New Recipe: Hot Cross Buns
Sweet, tart, warm, and wholesome, these traditional Easter buns are easy to make — and even easier to eat. Our modern take on the classic will make you fall in love with hot cross buns all over again.
Hot cross buns are an Easter favorite; in fact, these traditional pastries have a history that began before Christianity. Our take on them here tastes modern and fresh, with diced candied orange peel in a rich yeasted dough. The active, hands-on prep time for these is pretty quick, so it's an easy recipe to fit in amongst other holiday meal prep (or afternoon movie watching). Serve these buns warm if possible, with the sweet touch of a quick powdered sugar-orange icing to truly gild the (Easter) lily.
Hot Cross Buns? Aren’t these really old? What’s the story here?
Hot cross buns are a traditional English treat baked in anticipation of Easter — but have become an American favorite in their own right. According to legend, if these buns were baked on a Good Friday, then they’d never turn moldy, and could be kept as a good luck charm all year long. While that tale has yet to be successfully fact-checked, it turns out the history of these buns started way before the holiday of Easter existed. The ancient Saxons made the yeasted treats marked with an X to honor the goddess of light and dawn, Eostre. When her name was repurposed for the celebration of the Christian holiday, hot cross buns came along, too.
Be honest: Isn’t this just a dinner roll with a cross shape on top of each bun?
Not at all! The buns are rich and decadent, almost dessert-like, perfect with a cup of tea or coffee, or next to your eggs at Easter brunch. The yeasted dough for this hot cross buns recipe is enriched with whole milk, butter, eggs, lemon zest, and warming spices like ground cinnamon and cloves. But it doesn't stop there: The dough is also studded with dried currants, golden raisins, and candied orange peel (you can substitute orange zest for the candied peel if you can't find it). And to top it off? Our classic sugar glaze is spiked with orange juice and vanilla extract for a little extra citrusy punch. These are not your grandmother’s Parker House rolls!
How do I know if my yeast is still alive?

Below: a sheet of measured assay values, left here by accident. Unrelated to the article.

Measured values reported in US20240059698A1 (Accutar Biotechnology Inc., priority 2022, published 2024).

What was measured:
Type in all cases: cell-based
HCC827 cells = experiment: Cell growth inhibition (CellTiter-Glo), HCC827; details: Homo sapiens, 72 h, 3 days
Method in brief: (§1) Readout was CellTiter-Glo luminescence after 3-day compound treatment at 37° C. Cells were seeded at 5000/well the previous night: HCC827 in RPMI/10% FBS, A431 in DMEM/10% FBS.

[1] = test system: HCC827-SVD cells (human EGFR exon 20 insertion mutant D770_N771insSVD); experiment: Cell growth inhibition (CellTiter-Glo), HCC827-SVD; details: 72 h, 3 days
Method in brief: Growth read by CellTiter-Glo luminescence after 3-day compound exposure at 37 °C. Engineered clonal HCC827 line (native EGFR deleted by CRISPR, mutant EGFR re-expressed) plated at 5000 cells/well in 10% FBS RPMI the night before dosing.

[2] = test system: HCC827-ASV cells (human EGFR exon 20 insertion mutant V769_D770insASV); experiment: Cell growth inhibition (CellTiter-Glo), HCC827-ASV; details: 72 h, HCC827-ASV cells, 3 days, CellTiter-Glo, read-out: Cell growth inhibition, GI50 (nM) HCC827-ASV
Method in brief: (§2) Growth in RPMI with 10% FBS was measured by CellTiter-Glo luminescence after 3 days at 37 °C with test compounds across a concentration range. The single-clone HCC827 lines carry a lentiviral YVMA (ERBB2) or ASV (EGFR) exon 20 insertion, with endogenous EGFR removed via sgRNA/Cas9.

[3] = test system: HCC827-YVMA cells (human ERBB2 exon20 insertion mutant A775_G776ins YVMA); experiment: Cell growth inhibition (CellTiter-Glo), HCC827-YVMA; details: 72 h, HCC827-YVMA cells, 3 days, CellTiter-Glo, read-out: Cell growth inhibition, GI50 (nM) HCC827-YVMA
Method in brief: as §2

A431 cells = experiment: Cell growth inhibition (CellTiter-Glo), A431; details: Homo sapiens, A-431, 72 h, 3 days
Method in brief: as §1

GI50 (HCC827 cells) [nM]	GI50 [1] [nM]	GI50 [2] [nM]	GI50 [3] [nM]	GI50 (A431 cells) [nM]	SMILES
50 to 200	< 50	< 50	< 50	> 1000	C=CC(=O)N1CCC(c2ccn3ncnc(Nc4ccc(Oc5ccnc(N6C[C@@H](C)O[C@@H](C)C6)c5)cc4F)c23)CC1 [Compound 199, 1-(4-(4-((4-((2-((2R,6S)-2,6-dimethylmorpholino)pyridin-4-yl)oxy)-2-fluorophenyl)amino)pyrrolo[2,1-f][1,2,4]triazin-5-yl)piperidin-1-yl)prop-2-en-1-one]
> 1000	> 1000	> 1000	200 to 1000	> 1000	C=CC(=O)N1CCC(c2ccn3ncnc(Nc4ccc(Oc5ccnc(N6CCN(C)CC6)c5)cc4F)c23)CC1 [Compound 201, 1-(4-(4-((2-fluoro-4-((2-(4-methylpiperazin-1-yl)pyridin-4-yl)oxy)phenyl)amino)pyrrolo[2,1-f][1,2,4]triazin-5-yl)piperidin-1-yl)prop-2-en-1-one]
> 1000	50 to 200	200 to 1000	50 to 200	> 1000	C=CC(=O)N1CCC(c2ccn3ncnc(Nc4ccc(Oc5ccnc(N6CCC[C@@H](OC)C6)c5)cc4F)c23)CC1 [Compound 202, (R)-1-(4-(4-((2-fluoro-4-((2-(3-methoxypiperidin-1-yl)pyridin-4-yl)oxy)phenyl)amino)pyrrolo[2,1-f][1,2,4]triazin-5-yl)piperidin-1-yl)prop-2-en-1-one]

Active dry yeast (commonly sold in 1/4-ounce packets) is a single-cell organism that is alive but dormant. When stirred into a warm liquid and given food (like the white sugar in this recipe), it comes to life and helps develop complex flavors as well as give the lift necessary for fluffy bread. Store your yeast in the refrigerator; you’ll know it's dead if no foamy cap with tiny bubbles appears on top of the warm milk and yeast mixture after sitting for five minutes. It is worth using a food thermometer, if you've got one, on the warm milk mixture to make sure it's around 110° F, because too-hot liquid can kill the yeast.
What if I can’t find dried currants? Aren’t they the same are raisins?
Currants, also known as cassis, are cousins of gooseberries; they taste a little tart and were originally used to flavor wine in medieval times. They come in about 150 varieties, and several species are native to the U.S. — although 17 states currently ban their cultivation! Sometimes labeled as zante currants, they're typically found next to other dried fruits. If your local grocery store doesn’t carry them, you can increase the golden raisins and candied orange peel until you reach 1 1/4 cups. In a pinch, dried cranberries can be substituted — they'll taste great with the orange, even though they’re not traditional.
Can I skip the second time the dough rises? I’m in a hurry!
Unfortunately, both risings are required to achieve the goal of tender and tasty hot cross buns. If you skip the second rise, they won’t taste as good and will have the airiness of a hockey puck. Baking always requires a bit of planning, but with a total of 2 hours and 45 minutes of rise time (coupled with a quick 12-minute cook time), there are plenty of opportunities to run errands or do laundry.
The other option is to bake the buns in advance, let cool to room temperature, and then wrap in foil (not plastic wrap!) and pop them in the freezer for up to seven days. Take them out to thaw at room temp, then reheat at 350°F (still wrapped in foil, lest they dry out) for 5 to 7 minutes and serve.
Looking for something to serve with your buns? Check out our favorite easter brunch recipes!